The slower the components and the smaller the display, the less power needed to run the machine. A 12.1-inch screen uses 50 percent less juice than a 17-inch model, and getting a 4,200rpm hard drive instead of the 5,400rpm model can mean an extra 15 to 20 minutes of battery life.
Control your power
Adjust your laptop's power settings to find a comfort zone where you're using as little power as possible with no interference in your computer tasks. The path to the control panel will vary according to your operating system and setup, but for Windows XP Home and Pro users, follow these steps: Go to Start > Control Panel > Performance And Maintenance > Power Options. Set the LCD screen to go off after 5 minutes of inactivity, let the hard drive stay active for 20 minutes, and store the system's contents in RAM when it shuts down. If your laptop goes to sleep too soon, adjust the settings.
Dim all the lights
Your LCD's backlight uses up to 10 watts of power, a huge battery drain. Lower the screen's brightness to where it's comfortable to view without squinting. In addition to the Power Options settings detailed in tip 2, most laptops have convenient function keys for controlling brightness. Look for the function key with the brightness icon and a down arrow next to it. (This is the F6 key on many laptops.)
Shut down unnecessary programs
When you're running your laptop on battery power, turn off devices and programs you don't need. When not connected to a wireless hot spot, turn off the Wi-Fi hardware. If you access wireless networks with a PC Card, remove it when not connected. Listening to music via the CD-ROM drive and watching DVDs are also big battery drains.
If you have been using the Internet for any length of time, and especially if you work at a larger company and browse the Web while you are at work, you have probably heard the term firewall used. For example, you often hear people in companies say things like, "I can't use that site because they won't let it through the firewall."
If you have a fast Internet connection into your home (either a DSL connection or a cable modem), you may have found yourself hearing about firewalls for your home network as well. It turns out that a small home network has many of the same security issues that a large corporate network does. You can use a firewall to protect your home network and family from offensive Web sites and potential hackers.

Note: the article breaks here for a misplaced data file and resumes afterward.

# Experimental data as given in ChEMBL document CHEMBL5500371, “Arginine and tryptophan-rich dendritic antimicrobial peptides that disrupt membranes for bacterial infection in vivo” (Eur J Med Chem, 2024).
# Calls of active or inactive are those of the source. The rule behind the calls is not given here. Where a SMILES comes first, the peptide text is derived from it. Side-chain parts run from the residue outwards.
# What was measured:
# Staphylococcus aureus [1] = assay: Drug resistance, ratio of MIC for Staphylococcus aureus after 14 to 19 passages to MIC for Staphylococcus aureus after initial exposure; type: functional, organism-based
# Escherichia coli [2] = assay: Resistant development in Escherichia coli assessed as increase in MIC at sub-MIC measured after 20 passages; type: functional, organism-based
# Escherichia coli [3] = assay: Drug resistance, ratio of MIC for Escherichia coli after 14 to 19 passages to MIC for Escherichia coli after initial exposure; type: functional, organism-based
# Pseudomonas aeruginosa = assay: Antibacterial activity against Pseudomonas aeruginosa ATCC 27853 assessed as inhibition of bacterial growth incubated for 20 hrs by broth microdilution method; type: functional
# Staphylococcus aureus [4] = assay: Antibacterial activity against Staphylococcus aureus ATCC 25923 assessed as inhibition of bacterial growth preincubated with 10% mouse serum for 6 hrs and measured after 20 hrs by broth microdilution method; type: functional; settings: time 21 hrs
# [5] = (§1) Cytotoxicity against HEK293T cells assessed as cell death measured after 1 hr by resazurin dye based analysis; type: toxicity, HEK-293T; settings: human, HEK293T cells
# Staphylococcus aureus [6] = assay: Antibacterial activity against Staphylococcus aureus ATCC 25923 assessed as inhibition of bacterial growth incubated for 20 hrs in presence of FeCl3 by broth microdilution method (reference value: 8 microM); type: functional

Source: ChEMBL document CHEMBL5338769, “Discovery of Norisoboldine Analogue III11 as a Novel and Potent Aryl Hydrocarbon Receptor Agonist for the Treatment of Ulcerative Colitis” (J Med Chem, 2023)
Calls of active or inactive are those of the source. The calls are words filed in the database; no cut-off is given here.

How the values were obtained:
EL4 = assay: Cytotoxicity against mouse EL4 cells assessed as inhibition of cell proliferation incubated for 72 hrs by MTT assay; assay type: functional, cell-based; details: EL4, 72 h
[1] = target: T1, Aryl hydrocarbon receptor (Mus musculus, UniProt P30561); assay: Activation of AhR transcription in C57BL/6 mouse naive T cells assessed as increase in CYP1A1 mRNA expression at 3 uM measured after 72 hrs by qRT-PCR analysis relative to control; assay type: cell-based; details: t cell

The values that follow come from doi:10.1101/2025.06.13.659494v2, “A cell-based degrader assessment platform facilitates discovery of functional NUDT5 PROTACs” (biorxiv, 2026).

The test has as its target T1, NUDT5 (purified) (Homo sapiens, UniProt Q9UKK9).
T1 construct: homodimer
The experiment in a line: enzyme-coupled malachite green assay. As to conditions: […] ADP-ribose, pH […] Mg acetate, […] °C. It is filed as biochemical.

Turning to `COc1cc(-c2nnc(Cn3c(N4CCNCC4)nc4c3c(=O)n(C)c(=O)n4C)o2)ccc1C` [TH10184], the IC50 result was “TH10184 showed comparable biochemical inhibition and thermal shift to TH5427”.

Basically, a firewall is a barrier to keep destructive forces away from your property. In fact, that's why its called a firewall. Its job is similar to a physical firewall that keeps a fire from spreading from one area to the next. As you read through this article, you will learn more about firewalls, how they work and what kinds of threats they can protect you from.
What It Does
A firewall is simply a program or hardware device that filters the information coming through the Internet connection into your private network or computer system. If an incoming packet of information is flagged by the filters, it is not allowed through.
If you have read the article How Web Servers Work, then you know a good bit about how data moves on the Internet, and you can easily see how a firewall helps protect computers inside a large company. Let's say that you work at a company with 500 employees. The company will therefore have hundreds of computers that all have network cards connecting them together. In addition, the company will have one or more connections to the Internet through something like T1 or T3 lines. Without a firewall in place, all of those hundreds of computers are directly accessible to anyone on the Internet. A person who knows what he or she is doing can probe those computers, try to make FTP connections to them, try to make telnet connections to them and so on. If one employee makes a mistake and leaves a security hole, hackers can get to the machine and exploit the hole.
With a firewall in place, the landscape is much different. A company will place a firewall at every connection to the Internet (for example, at every T1 line coming into the company). The firewall can implement security rules. For example, one of the security rules inside the company might be:
Out of the 500 computers inside this company, only one of them is permitted to receive public FTP traffic. Allow FTP connections only to that one computer and prevent them on all others.
A company can set up rules like this for FTP servers, Web servers, Telnet servers and so on. In addition, the company can control how employees connect to Web sites, whether files are allowed to leave the company over the network and so on. A firewall gives a company tremendous control over how people use the network.
Firewalls use one or more of three methods to control traffic flowing in and out of the network:
- Packet filtering - Packets (small chunks of data) are analyzed against a set of filters. Packets that make it through the filters are sent to the requesting system and all others are discarded.
- Proxy service - Information from the Internet is retrieved by the firewall and then sent to the requesting system and vice versa.